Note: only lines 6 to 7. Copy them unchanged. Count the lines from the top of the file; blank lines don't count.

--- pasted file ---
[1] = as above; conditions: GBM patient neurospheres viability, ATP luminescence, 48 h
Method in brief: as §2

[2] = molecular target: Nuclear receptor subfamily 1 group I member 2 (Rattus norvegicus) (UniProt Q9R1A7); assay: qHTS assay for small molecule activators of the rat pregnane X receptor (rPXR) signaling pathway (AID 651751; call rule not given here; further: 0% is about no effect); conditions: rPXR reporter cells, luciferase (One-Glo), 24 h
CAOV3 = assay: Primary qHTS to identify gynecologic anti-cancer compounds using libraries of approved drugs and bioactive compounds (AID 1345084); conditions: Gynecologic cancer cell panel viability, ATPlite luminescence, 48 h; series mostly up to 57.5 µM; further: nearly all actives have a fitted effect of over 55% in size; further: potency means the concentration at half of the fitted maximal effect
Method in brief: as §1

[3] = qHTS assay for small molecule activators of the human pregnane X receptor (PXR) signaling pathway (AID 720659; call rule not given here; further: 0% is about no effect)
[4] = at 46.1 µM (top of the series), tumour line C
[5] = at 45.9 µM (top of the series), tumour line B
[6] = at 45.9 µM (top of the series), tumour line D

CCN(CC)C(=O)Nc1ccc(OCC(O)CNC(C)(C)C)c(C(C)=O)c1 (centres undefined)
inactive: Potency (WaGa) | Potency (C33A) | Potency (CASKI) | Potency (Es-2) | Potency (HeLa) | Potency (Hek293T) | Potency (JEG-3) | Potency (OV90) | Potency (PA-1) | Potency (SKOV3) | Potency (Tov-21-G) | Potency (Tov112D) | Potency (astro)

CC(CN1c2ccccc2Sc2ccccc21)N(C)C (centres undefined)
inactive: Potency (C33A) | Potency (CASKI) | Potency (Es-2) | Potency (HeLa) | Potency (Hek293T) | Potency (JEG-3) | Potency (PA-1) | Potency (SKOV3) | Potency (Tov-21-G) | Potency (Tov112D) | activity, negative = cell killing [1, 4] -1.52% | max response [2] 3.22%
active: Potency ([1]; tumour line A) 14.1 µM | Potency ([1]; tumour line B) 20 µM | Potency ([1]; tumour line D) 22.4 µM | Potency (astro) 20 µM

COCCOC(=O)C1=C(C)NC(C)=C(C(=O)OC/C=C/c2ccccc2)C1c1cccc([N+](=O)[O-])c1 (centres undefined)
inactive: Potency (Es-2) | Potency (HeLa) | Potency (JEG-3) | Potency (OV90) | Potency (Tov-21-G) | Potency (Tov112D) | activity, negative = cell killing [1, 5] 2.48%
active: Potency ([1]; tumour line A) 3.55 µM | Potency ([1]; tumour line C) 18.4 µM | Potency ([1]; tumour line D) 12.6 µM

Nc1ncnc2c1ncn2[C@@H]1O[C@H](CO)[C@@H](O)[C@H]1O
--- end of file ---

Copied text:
[3] = qHTS assay for small molecule activators of the human pregnane X receptor (PXR) signaling pathway (AID 720659; call rule not given here; further: 0% is about no effect)
[4] = at 46.1 µM (top of the series), tumour line C